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22 November 2019 Bacteriophage-mediated identification of bacteria using photoacoustic flow cytometry
Author Affiliations +
Abstract

Infection with resistant bacteria has become an ever increasing problem in modern medical practice. Currently, broad spectrum antibiotics are prescribed until bacteria can be identified through blood cultures, a process that can take two to three days and is unable to provide quantitative information. To detect and quantify bacteria rapidly in blood samples, we designed a method using labeled bacteriophage in conjunction with photoacoustic flow cytometry (PAFC). PAFC is the generation of ultrasonic waves created by the absorption of laser light in particles under flow. Bacteriophage is a virus that infects bacteria and possesses the ability to discriminate bacterial surface antigens, allowing the bacteriophage to bind only to their target bacteria. Bacteria can be tagged with dyed phage and processed through a photoacoustic flow cytometer where they are detected by the acoustic response. We demonstrate that E. coli can be detected and discriminated from Salmonella using this method. Our goal is to develop a method to determine bacterial content in blood samples. We hope to develop this technology into future clinical use and decrease the time required to identify bacterial species from 3 to 4 days to less than 1 hour.

1.

Introduction

Bacterial infections that may lead to sepsis in patients is a major problem in many aspects of hospital care, including emergency medicine, transplant surgery, and intensive care.1 To combat these infections, current medical practice calls for the use of broad spectrum antibiotics until bacterial cultures can identify specific pathogens. Because of the doubling time of bacteria, this process may take 48 to 96 h. There are also well-known drawbacks to broad spectrum antibiotic use, such as increased antibiotic resistance, costs, and toxicity.2 Furthermore, some outbreaks involve bacteria that are resistant to standard broad spectrum coverage, and delays in diagnosis may result in more advanced disease.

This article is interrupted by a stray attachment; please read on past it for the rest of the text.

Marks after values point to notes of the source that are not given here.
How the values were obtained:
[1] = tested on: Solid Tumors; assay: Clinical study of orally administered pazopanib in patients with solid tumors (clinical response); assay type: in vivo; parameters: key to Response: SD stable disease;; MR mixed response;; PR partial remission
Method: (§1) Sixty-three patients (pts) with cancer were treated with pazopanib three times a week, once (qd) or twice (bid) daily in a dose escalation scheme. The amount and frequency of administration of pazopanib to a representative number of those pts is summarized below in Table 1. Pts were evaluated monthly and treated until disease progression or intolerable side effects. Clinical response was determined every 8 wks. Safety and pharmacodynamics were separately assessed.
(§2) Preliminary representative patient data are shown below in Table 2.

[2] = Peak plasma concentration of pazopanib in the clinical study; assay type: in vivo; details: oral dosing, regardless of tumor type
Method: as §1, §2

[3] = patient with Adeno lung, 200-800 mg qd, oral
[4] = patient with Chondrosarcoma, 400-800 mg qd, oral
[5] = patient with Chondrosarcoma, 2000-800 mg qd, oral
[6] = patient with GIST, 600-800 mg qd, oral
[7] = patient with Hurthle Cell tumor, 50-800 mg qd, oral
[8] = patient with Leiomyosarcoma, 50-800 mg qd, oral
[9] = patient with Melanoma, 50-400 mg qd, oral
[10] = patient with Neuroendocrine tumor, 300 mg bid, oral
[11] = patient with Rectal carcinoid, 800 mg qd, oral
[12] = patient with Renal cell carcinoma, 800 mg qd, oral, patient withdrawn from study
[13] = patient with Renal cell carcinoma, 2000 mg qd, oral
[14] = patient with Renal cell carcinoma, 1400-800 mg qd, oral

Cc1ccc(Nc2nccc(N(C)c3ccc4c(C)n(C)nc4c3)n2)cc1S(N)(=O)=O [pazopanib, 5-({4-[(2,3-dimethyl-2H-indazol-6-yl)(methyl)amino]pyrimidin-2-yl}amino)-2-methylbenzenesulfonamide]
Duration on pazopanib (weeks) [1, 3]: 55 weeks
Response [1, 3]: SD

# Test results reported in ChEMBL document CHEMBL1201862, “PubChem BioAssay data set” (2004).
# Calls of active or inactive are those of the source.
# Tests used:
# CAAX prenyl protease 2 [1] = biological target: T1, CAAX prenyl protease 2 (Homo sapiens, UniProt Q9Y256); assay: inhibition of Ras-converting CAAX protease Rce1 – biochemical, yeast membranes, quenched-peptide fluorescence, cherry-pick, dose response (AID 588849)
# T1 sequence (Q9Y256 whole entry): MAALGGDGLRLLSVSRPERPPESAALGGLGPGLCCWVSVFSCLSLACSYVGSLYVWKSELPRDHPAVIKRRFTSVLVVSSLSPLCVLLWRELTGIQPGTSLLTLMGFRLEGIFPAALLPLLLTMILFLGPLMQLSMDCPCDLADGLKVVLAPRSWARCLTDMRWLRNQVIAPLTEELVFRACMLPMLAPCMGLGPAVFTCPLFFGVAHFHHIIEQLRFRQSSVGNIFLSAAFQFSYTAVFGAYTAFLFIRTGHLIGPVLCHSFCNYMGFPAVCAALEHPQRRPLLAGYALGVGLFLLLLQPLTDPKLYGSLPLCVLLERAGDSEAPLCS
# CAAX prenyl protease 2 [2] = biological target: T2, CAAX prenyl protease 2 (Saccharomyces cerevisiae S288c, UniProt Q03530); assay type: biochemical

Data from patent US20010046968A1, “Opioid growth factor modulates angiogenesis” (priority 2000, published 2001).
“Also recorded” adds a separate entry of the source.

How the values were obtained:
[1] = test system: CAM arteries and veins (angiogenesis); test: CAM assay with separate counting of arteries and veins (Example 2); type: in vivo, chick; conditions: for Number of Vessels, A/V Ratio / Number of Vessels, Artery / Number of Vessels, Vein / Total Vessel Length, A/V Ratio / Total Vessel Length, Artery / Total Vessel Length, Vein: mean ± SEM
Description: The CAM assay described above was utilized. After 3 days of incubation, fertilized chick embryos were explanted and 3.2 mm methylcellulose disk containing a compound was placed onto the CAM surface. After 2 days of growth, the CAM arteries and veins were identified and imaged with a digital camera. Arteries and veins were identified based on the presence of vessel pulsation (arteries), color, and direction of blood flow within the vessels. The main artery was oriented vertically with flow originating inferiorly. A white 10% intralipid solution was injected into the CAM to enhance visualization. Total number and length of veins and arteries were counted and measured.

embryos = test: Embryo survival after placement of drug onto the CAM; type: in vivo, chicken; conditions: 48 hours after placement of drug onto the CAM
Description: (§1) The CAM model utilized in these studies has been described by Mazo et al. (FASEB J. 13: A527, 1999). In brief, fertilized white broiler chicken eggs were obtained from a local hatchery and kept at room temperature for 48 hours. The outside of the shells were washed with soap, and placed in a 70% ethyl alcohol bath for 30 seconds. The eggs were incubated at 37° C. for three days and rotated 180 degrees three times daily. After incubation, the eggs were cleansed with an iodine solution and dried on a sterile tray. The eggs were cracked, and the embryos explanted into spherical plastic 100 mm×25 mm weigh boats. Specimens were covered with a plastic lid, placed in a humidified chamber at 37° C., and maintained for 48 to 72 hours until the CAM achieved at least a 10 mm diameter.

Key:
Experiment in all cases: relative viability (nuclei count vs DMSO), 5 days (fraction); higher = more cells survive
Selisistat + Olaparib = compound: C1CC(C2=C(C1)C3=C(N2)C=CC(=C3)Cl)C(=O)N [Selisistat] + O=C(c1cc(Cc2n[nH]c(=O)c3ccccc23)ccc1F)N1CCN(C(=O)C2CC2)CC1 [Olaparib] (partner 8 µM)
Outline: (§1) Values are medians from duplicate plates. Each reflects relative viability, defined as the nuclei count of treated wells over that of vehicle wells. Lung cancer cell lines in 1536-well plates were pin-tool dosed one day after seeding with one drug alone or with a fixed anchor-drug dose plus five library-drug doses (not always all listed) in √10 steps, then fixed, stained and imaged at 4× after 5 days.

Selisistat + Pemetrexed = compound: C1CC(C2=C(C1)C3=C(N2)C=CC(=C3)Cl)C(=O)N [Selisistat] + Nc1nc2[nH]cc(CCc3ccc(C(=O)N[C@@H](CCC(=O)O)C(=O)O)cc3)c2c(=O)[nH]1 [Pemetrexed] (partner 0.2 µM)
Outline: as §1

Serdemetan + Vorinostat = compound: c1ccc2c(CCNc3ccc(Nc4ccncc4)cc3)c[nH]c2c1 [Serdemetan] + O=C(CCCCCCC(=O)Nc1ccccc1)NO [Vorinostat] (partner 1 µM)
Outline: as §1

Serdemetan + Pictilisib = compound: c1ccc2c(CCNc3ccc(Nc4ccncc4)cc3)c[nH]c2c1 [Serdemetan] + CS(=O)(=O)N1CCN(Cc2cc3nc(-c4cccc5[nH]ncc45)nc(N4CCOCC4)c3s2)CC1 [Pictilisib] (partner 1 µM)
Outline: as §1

Bacterial cultures are still the gold standard for identification of blood stream infections,3 though there is a critical need to develop early detection and identification methods for bacterial pathogens that avoid the requirement of bacterial culture, obviate the need for broad spectrum antibiotics, and improve patient outcomes.4

As an early diagnostic tool, Gram staining, developed in the 19th century, is employed to narrow the types of possible bacteria before culture results can be obtained. Gram staining allows doctors to group bacteria into classes correlated with likely antibiotic sensitivity 24 h before bacteria can be identified from plate cultures.5 However, this method classifies thousands of bacterial strains, pathologic or not, into four large groups and is incapable of providing further resolution. Thus, a variety of newer assays have been developed in an effort to obtain faster bacterial identification. Many of these assays detect bacterial DNA and require polymerase chain reaction (PCR).68